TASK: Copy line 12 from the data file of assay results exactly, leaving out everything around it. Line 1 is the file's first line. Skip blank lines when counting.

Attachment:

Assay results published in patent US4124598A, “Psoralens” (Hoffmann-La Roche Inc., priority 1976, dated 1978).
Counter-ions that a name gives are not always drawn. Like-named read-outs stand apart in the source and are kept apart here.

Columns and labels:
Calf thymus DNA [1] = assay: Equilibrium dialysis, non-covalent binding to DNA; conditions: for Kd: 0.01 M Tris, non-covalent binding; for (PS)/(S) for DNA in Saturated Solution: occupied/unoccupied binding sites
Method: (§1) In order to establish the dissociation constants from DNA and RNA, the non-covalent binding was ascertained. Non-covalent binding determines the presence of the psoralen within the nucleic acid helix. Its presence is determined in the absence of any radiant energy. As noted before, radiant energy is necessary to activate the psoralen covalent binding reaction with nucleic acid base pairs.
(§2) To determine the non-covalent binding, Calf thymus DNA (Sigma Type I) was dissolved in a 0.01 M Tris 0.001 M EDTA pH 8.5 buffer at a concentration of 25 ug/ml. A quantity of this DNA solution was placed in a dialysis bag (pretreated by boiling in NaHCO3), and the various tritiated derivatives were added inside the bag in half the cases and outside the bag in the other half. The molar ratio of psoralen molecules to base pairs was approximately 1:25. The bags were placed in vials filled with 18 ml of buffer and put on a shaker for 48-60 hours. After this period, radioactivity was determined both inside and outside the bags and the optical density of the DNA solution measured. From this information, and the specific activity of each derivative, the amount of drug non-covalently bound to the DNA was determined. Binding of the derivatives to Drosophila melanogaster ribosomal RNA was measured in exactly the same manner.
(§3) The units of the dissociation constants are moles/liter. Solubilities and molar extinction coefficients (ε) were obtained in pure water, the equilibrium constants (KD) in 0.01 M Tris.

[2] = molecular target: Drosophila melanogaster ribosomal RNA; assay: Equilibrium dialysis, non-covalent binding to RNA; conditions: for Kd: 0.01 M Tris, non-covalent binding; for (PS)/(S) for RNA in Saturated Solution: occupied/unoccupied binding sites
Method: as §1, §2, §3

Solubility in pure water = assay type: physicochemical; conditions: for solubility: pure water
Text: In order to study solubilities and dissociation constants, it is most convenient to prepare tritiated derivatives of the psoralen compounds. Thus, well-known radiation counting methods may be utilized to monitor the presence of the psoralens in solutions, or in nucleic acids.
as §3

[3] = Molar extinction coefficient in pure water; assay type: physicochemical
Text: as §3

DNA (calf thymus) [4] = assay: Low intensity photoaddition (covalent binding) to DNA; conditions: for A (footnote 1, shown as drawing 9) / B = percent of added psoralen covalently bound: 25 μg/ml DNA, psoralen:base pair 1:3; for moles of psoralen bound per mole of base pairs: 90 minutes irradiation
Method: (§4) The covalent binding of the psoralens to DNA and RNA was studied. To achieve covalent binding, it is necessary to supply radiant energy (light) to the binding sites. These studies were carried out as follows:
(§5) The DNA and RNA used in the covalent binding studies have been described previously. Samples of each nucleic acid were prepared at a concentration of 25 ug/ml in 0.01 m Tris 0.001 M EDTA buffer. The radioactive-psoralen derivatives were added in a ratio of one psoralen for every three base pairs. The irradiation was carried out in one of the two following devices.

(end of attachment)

as §3